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CFO Perspectives: 3 Ways Currencies Boost Your Firm's Value

Discover essential FX hedging strategies and currency management best practices from our foreign exchange experts.

CFO Perspectives: 3 Ways Currencies Boost Your Firm's Value

8 June 2022
3 min read
Agustin Mackinlay
In the first edition of CFO Perspectives, we’ll draw from our work with CFOs to explore three ways senior finance executives can make currency management a winning growth and cost-saving strategy for their business.

Looking at the concerns expressed by CFOs in most risk management surveys, a number of familiar themes seem to reoccur: the importance of cash flow forecasting and monitoring, the centrality of FX risk management and the ongoing digitisation of treasury processesYet, this picture is far from complete. Ultimately, among the tasks assigned to CFOs, there is the need to make a contribution toward enhancing the value of the business. But what is the role —if any— played by currency management in that regard? Answering this question allows us to single out three strategic contributions of currency management that CFOs should prioritise.

Value and FX hedging: time for a reassessment

Does currency management create value? The traditional view has been ambivalent: a ‘glass half full, half empty’ kind of appraisal. While the benefits of hedging FX have never been in dispute, the problem lies with the perceived high costs of currency management.This is precisely where things are changing—and quite fast. Digital, API-based technology is putting to rest the notion that currency management is always a costly, resource-intensive task. Meanwhile, Multi-Dealer Platforms (MDPs) such as 360T, embedded in these solutions, sharply reduce trading costs.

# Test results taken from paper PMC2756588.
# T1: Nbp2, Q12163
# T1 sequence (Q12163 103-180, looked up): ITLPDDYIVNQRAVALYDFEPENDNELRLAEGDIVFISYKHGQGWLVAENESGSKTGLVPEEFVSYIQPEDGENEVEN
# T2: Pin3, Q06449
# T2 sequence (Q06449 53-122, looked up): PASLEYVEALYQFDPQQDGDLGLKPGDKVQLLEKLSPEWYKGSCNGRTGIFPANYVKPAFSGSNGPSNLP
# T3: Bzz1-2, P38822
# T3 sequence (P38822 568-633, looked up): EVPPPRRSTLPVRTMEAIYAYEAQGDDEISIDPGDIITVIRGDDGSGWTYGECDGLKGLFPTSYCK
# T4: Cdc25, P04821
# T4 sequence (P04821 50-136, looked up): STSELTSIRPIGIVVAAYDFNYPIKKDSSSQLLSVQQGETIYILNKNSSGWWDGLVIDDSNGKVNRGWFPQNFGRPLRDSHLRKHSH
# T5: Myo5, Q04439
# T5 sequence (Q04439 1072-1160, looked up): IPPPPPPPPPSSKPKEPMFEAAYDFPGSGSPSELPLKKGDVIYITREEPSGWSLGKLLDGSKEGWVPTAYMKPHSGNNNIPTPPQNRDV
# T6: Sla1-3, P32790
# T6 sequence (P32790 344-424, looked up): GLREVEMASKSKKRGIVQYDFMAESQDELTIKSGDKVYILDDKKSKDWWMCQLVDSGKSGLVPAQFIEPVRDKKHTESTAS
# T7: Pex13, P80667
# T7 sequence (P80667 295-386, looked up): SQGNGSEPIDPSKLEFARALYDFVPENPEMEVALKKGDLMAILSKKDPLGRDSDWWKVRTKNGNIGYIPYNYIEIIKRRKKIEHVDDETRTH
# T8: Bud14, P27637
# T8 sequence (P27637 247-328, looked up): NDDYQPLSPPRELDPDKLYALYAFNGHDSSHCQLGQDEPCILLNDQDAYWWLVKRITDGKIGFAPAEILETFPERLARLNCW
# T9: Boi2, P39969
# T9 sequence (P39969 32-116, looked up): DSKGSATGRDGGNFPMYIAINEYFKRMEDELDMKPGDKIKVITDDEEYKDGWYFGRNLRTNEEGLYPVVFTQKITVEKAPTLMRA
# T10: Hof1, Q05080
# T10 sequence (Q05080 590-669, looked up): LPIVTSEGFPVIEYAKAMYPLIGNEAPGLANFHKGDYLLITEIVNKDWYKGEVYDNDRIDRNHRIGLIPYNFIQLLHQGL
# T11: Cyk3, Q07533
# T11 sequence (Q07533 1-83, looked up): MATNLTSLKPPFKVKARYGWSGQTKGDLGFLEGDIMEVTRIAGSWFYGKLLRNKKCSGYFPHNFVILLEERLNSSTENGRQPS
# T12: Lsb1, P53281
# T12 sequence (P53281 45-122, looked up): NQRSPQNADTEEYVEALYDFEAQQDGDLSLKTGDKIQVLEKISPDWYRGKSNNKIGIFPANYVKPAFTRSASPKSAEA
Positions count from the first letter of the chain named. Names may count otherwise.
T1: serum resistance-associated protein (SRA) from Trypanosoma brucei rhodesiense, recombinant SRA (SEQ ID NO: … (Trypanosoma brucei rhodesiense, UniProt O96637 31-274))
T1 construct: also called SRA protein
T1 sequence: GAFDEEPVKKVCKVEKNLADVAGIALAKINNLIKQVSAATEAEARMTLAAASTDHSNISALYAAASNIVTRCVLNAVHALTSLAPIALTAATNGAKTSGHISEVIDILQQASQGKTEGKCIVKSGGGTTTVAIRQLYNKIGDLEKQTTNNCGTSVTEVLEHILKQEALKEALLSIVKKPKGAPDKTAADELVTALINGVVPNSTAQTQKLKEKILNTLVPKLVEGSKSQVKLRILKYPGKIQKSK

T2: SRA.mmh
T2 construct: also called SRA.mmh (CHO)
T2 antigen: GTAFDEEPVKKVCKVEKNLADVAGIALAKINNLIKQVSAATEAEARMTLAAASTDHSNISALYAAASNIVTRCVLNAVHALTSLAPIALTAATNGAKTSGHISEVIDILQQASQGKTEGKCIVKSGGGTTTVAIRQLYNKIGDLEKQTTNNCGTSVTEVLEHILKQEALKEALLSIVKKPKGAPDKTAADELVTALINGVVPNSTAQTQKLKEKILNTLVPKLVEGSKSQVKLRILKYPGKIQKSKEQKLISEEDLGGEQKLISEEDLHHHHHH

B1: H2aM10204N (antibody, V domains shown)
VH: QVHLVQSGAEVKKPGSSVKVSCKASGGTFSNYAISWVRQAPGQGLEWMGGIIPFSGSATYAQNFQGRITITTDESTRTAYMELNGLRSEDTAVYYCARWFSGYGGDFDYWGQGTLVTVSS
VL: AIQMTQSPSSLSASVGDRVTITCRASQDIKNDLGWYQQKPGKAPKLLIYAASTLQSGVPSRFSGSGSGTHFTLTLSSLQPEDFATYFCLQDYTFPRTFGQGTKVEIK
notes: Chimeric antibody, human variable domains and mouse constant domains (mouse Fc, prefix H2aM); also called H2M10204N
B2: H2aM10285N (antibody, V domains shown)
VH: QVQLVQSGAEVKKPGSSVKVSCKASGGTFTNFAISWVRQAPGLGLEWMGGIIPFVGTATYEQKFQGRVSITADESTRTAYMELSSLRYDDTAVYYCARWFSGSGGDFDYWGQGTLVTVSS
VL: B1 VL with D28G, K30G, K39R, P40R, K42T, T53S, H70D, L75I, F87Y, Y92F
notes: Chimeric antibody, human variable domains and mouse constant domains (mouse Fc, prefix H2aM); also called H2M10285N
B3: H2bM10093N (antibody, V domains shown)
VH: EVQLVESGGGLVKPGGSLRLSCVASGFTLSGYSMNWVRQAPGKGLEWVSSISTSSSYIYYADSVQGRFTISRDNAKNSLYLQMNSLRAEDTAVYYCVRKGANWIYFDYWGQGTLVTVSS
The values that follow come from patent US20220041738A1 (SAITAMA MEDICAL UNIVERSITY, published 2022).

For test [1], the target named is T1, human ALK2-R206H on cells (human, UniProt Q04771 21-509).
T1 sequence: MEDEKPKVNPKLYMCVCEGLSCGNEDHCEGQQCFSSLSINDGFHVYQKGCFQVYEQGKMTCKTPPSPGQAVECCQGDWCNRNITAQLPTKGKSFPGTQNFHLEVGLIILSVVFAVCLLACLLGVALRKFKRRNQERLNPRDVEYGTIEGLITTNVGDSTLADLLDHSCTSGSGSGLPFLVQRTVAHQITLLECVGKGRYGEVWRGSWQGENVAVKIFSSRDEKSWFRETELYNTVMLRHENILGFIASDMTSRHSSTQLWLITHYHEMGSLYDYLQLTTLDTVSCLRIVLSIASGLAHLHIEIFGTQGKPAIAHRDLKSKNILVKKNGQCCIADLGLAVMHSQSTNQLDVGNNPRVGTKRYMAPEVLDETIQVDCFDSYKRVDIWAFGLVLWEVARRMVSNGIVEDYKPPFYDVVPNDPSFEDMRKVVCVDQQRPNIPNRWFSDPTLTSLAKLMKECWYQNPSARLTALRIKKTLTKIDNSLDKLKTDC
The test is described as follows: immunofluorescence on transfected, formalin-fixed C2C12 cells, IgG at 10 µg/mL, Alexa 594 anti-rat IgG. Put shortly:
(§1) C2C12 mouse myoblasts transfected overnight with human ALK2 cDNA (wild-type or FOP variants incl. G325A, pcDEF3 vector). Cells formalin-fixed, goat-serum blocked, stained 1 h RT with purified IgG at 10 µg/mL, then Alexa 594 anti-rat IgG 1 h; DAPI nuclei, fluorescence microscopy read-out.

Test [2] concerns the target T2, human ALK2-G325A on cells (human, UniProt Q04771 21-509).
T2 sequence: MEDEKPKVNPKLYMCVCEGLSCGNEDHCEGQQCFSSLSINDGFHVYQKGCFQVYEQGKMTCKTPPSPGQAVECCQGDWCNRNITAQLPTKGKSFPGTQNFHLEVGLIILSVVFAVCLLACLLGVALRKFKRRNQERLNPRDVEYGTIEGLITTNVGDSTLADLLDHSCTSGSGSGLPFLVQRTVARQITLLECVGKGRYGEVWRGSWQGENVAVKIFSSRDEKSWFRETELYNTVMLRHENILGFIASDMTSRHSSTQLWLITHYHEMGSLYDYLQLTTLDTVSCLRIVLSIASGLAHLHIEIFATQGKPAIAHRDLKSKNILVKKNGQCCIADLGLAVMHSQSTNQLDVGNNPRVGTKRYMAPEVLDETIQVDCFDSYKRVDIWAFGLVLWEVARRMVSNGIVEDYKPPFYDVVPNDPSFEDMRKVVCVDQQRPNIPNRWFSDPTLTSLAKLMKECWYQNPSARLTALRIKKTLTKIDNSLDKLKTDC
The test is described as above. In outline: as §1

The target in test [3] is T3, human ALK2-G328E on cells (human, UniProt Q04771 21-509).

CFOs: three strategic contributions of currency management

(1) Create opportunities for growth

Feeling concerned about exchange rate risk, managers may neglect the growth opportunities that come from ‘embracing currencies’. Buying and selling in more currencies allow firms to capture FX markups on the selling side while avoiding markups on the contracting side. Two examples will suffice:(a) On the selling side: In e-commerce setups, currencies can be leveraged to increase direct, high-margin sales on company websites with many payment methods. Multi-currency pricing is the secret weapon for reducing cart abandonment, which still stands at about 77% globally.(b) On the buying side: Buying in the currency of their suppliers allows firms to (1) Avoid inflated prices charged by suppliers who seek to manage their own FX risk; (2) Widen the range of potential suppliers by putting them in competition; (3) Obtain extended paying terms.By taking FX risk out of the picture, currency management enables firms to reap these and other margin-boosting benefits of using more currencies in their day-to-day business operations. Ultimately, it is about removing the disincentives that prevent firms from ‘embracing currencies.

(2) Provide more informative financial statements

Informative financial statements allow investors to assess the quality of management by removing noise from the process. To the extent that the variability in net income is perceived as a measure of management quality, effective currency hedging creates a sense of discipline in the eyes of investors.The good news for CFOs is that technology is making great strides in cost-effectively managing the accounting-related aspects of currency management. Here are two examples: